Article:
[Congressional Record Volume 143, Number 41 (Wednesday, April 9, 1997)]
[Extensions of Remarks]
[Pages E614-E615]
From the Congressional Record Online through the Government Publishing Office [www.gpo.gov]



                           HON. GEORGE MILLER

                             of california

                    in the house of representatives

                        Wednesday, April 9, 1997

  Mr. MILLER of California. Mr. Speaker, we are about to enter into 
another round of debate on legislation to weaken one of our most 
popular environmental laws. Why? Because a foreign government demands 
it, and has threatened to kill thousands of dolphins if we don't.
  During the last Congress, a small number of environmental groups 
secretly negotiated an agreement with Mexico and other Latin American 
nations to change the United States law assuring our children that the 
tuna they eat in their school lunches wasn't caught at the expense of 
dolphins. That deal was then presented to the Congress as take it or 
leave it, no amendments allowed--because Mexico wanted it that way, 
because Mexico has charged that we are flouting the rules of 
international free trade.
  Is this where free trade principles have brought us? To a demand that 
we either open our markets to Mexican tuna or they'll slaughter even 
more dolphins?
  There has to be a better way. And there is.
  Today I am introducing the Dolphin-Safe Fishing Act, alternative 
legislation that would reward fishermen of other nations who choose not 
to kill dolphins by allowing their tuna to be sold in the United States 
under the famous ``Dolphin Safe'' label. Unlike other legislation on 
this issue, my bill would resolve the current trade dispute with Mexico 
without weakening United States laws.
  The Dolphin-Safe Fishing Act would allow tuna to be sold in the 
United States by nations whose fishing fleets continue to reduce 
dolphin deaths beyond last year's mortality level of just over 2,700 
animals. By contrast, other legislation promoted by foreign tuna 
interests would authorize the deaths of more than 5,000 dolphins next 
  Countries who wish to sell their tuna in our market would have to be 
certified by the Secretary of Commerce as not being involved in the 
transport of illegal drugs. The need for this provision has been 
established in recent articles in the Latin American and United States 
press and in testimony before Congress.
  For example: At least 275 tons of cocaine transit the eastern 
tropical Pacific Ocean every year.
  In July 1995, a Panamanian tuna vessel was caught off the coast of 
Peru with more than 12 tons of cocaine. This vessel was registered to a 
fishing company, Pesquera Azteca, owned by Colombian Cali Cartel drug 
trafficker Jose Castrillon Henao.
  In August 1996, a Honduran-registered fishing ship crewed by 
Colombians and Ecuadoreans was seized off the Colombian coast with 2 
tons of cocaine
  In January 1997, a Mexican fishing vessel was intercepted off 
Mexico's Pacific coast carrying 3.5 tons of cocaine.
  In September 1996, Manuel Rodriguez Lopez, owner of Grupo Pesquero 
Rodriguez, which includes tuna companies in Baja California, Mexico, 
was placed under house arrest on charges of money laundering. Among the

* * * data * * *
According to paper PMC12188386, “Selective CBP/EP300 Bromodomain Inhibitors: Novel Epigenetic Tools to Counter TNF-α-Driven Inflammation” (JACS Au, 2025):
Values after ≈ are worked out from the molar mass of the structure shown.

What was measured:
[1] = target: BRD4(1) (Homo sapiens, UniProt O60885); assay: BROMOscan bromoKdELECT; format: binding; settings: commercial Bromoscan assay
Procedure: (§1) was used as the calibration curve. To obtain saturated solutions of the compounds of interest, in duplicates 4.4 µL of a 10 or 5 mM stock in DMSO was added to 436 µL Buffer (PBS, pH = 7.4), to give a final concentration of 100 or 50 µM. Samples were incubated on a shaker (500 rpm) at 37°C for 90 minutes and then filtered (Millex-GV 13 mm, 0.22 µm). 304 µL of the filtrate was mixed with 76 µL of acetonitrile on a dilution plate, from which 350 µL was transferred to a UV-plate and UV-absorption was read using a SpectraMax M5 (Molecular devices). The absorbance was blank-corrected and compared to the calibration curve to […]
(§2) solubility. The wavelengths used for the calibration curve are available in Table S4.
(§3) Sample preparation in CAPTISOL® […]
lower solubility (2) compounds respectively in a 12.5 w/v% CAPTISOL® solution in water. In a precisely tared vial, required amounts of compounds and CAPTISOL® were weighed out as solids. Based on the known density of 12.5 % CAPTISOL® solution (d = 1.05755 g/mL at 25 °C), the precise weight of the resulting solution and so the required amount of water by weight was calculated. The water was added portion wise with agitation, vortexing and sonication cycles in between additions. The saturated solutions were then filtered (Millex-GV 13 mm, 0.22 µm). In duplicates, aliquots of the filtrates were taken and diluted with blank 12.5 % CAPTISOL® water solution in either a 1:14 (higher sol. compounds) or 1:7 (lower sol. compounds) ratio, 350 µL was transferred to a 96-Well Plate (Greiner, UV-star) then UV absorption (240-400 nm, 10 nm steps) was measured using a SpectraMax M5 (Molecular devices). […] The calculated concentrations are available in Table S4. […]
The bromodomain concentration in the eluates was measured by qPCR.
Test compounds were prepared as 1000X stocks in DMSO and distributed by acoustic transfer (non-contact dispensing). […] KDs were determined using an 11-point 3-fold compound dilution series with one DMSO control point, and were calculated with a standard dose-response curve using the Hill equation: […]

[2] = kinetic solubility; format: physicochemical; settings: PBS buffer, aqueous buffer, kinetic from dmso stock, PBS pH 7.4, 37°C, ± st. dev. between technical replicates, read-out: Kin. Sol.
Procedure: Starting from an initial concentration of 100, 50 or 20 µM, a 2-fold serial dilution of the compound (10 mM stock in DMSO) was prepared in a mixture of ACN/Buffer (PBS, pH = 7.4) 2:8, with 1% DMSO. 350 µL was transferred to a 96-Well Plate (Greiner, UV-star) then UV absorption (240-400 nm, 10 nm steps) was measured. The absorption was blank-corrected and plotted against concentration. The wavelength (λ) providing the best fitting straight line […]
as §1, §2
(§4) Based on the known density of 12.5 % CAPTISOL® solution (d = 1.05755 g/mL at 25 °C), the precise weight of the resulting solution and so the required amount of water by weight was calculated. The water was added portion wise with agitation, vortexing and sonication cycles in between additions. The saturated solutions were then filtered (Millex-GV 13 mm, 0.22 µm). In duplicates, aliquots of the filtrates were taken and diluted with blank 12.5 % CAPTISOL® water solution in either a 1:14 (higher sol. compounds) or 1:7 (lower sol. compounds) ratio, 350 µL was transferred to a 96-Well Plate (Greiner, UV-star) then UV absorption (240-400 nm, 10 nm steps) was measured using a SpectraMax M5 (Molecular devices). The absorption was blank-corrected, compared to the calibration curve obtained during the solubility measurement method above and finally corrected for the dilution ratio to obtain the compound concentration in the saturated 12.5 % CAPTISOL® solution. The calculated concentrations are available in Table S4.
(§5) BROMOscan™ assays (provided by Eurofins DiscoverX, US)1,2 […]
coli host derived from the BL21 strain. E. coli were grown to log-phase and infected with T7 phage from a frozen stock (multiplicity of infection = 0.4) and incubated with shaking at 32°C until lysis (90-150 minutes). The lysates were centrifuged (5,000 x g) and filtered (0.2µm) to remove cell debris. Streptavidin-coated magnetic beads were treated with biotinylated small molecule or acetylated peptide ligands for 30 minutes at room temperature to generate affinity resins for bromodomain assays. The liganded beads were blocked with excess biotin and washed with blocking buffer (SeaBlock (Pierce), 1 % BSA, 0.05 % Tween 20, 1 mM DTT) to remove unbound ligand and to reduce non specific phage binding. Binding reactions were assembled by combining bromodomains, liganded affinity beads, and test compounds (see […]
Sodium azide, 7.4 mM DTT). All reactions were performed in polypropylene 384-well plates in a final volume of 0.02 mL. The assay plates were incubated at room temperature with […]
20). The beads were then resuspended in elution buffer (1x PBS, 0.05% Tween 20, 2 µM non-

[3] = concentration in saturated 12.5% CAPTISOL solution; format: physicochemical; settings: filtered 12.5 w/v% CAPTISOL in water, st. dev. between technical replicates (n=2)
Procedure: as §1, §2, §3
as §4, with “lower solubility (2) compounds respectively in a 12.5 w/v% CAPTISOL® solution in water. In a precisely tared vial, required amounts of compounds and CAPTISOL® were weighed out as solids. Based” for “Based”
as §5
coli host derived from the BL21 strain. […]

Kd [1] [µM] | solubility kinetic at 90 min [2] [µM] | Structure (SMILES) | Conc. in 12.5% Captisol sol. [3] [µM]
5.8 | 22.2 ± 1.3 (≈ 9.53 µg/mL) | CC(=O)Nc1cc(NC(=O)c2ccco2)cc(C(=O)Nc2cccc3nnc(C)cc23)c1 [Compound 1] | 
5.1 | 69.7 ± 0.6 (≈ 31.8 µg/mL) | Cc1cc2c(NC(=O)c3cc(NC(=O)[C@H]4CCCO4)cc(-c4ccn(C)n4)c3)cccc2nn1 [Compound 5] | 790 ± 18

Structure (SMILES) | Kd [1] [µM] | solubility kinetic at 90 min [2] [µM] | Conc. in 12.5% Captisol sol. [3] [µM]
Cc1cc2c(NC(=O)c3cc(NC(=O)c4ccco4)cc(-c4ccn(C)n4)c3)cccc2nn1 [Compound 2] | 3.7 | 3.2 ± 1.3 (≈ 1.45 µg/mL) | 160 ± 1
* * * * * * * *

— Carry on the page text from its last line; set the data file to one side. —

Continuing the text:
assets confiscated during his arrest were six tuna fishing vessels. 
Rodriguez also owns four other fishing companies believed to be 
involved in drug trafficking and money laundering.
  Given the recent vote of this body on decertification of Mexico as a 
partner in the war against drugs, and the ongoing press articles across 
the country about the ways in which free trade actually contributes to 
the sale of illegal drugs in the United States, we cannot allow 
legislation to pass this body that would further feed the Mexican drug 
  The Dolphin-Safe Fishing Act also strengthens the meaning of the 
dolphin-safe label by ensuring that no tuna caught by chasing, netting, 
killing, or seriously injuring marine mammals can be called ``dolphin 
safe''. H.R. 408, by contrast, would allow dolphins to be chased and 
netted without limits--a practice prohibited by the Marine Mammal 
Protection Act and the Endangered Species Act--and permit that tuna to 
be deceptively labelled ``safe'' for dolphins.
  The Dolphin-Safe Fishing Act specifically addresses by-catch problems 
in the tuna fishery by requiring that all threatened and endangered 
species, such as sea turtles, be released alive, and requires fishing 
nations to adopt a by-catch reduction program to reduce the harvest of 
nontarget species.
  Finally, the bill expresses the Sense of the Congress that each 
nation participating in the tuna fishery should contribute an equitable 
amount to the expenses of the Commission that overseas this fishery. 
Currently, the United States pays more than 90 percent of the expenses, 
although the United States has the smallest eastern Pacific tuna 
fishing fleet. The United States also houses the Commission, rent-free, 
in a waterfront property in La Jolla, CA, which would generate 
approximately $500,000 annually for the Treasury.
  The Dolphin-Safe Fishing Act is supported by a coalition of more than 
80 environmental consumer protection, and labor organizations, 
including the Sierra Club, Defenders of Wildlife, Public Citizen, the 
National Consumers League, Humane Society of the United States, the 
National Family Farm Coalition, the International Brotherhood of 
Teamsters, the Oil Chemical and Atomic Workers International, and Clean 
Water Action.

[[Page E615]]

  The Dolphin-Safe Fishing Act is the responsible way to respond to 
concerns about the tuna trade, and I urge my colleagues to get the 
facts before they support any other legislation.